A Spoonful of Salt
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Gambian Ebrima Sagnia, 44, in an emotional interview with Al Jazeera, recalled how in 2022, he gave the cough syrup to his four-year-old son to combat his high temperature. The boy became drowsy and couldn’t urinate for days. He suffered kidney failure, swollen limbs, nausea, confusion and other painful symptoms for around a week before dying.
He was just one of 70 victims in the West African country, most of the others also being younger than five, who died after taking Indian-made cough medicine. Some families lost more than one child. Many drank syrup from bottles emblazoned with false World Health Organization (WHO) certifications.
The development highlighted the lax oversight in the medical trade between India and developing countries that rely on foreign, especially Indian, drug suppliers.
Even so, the parents of these young victims have been fighting back, launching lawsuits to hold the company accountable for its alleged mistakes and threatening one of India’s key industries.
Already, Indian officials are due to announce whether they intend to take action after investigating allegations that Indian regulators took bribes in exchange for approving toxic cough syrup that killed all those children in the country.
India-based Maiden Pharmaceuticals was likely involved in the production of the medicine, reported Reuters, citing the WHO. Indian government scientists said they didn’t find toxins in the medicine, however. The company has denied wrongdoing.
“There is no evidence and no proof against us,” said Maiden founder Naresh Kumar Goyal, according to Indian news outlet NDTV, a claim echoed by Indian lawmakers. “I have not given a bribe.”
Even so, India has since made drug testing mandatory for cough syrups before they are exported.
That’s surprising, say experts, given how important the industry is for the Indian economy: India is the world’s largest producer of generic drugs and exported medicines worth $25.4 billion in 2023.
Public health advocate Dinesh Thakur and attorney Prashant Reddy T, authors of “The Truth Pill: The Myth of Drug Regulation in India,” told National Public Radio that India produced 20 percent of the world’s drugs, including 60 percent of vaccines used globally. Rising demand for cheaper generic medicines, or knock-offs of well-known branded drugs, is growing the industry further, especially as many countries can’t pay Western prices for medicine.
Still, the cough syrup scandal in the Gambia is not the first to rock the Indian pharmaceutical industry. In December 2022, for example, Indian pharmaceutical company Marion Biotech allegedly sold cough syrup in Uzbekistan that killed 18 children suffering with acute respiratory diseases, reported Frontline, a news magazine affiliated with the Hindu newspaper.
Also that month, Nepal blacklisted 16 Indian pharmaceutical companies because authorities said that they failed to comply with the WHO’s quality manufacturing standards. In the US, the Food and Drug Administration said in April 2023 that an Indian firm linked to US eye drop deaths broke safety norms.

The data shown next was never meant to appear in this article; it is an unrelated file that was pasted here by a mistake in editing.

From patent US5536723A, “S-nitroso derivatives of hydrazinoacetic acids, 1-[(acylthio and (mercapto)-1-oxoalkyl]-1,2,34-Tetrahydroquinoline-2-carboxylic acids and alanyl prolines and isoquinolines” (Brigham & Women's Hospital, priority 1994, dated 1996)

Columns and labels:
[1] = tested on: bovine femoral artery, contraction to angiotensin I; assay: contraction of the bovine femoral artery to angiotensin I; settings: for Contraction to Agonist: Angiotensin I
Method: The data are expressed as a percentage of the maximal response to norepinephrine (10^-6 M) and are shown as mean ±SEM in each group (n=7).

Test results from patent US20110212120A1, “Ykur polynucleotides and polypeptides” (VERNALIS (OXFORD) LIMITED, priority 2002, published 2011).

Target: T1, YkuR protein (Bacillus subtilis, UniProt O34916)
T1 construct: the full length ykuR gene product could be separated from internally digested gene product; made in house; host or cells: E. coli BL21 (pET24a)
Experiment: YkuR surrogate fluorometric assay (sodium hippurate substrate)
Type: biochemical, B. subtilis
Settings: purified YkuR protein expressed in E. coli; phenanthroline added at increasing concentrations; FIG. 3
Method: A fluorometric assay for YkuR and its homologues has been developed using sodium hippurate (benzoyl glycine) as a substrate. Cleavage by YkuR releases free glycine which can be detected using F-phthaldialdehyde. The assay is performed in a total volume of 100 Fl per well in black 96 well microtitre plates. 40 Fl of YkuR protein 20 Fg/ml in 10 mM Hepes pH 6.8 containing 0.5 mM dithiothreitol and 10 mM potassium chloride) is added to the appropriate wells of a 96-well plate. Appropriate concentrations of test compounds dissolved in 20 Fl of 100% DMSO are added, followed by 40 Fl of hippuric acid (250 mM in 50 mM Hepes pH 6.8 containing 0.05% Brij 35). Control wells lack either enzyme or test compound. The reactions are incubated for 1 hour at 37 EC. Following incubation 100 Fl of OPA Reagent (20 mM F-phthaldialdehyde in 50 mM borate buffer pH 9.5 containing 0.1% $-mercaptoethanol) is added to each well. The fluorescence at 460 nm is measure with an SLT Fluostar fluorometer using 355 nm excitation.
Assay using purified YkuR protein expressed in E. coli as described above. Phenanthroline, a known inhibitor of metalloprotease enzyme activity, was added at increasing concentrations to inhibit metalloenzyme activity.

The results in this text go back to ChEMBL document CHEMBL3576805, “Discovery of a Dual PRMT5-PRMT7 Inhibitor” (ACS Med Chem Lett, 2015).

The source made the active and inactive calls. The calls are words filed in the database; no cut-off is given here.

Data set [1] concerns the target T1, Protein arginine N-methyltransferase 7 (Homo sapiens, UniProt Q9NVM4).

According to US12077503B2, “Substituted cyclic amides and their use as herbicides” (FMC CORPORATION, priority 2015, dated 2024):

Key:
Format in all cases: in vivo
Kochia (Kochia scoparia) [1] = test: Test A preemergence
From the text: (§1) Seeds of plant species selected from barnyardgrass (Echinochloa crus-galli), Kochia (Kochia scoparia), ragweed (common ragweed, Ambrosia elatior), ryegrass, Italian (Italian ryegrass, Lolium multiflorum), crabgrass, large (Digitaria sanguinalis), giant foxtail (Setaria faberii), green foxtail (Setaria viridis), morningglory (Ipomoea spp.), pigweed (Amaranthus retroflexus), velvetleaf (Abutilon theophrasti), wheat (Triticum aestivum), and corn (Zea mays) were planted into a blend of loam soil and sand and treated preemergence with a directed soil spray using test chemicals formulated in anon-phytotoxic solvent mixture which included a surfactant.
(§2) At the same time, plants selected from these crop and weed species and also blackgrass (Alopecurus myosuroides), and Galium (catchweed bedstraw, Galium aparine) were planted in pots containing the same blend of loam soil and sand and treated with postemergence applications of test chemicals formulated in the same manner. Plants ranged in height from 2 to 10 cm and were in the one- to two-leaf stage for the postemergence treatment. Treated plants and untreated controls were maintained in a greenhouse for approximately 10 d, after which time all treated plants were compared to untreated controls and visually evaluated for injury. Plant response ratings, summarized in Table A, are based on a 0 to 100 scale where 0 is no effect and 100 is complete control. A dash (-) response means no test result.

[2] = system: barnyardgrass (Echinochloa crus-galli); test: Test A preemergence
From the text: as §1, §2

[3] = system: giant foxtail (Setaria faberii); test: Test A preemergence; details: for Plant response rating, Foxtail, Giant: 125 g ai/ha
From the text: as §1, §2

Still, prosecuting Indian drugmakers in India is difficult, Thakur and Reddy T noted. Politicians friendly to these companies, which are vital to the country’s economy, have written loopholes into liability laws and reduced punishments when they might apply.
Maiden’s facilities have been cited for health violations and shut down over the years, for example, yet the company was allowed to resume operating, wrote researchers in the International Journal of Surgery.
Meanwhile, countries such as Gambia, one of the poorest countries in the world, import most of their medicines from India. It also lacks the legal resources and know-how to fight big multinationals through the courts. Case in point – the parents of the victims hired a US law firm to file suit against the Indian company.
Still, even though the outcome of such a case is likely far in the future, Gambia has already made strides to avert such an occurrence again. Ordinary Gambians feel more empowered to fight for justice, something once unthinkable in the country where more than half of the country lives in poverty. Legislators have taken action to help citizens. And the government is now planning to build a testing facility for imported drugs with support from the World Bank, said Reuters.
The latter is critical: Parents don’t trust Indian-made medicine anymore but have little choice when they or their children are ill and need care. “When I read that a medicine is from India, I barely touch it,” Lamin Danso, whose nine-month-old son died from the cough medicine, told the BBC, which noted that “the reliance on Indian drugs is unlikely to change anytime soon.”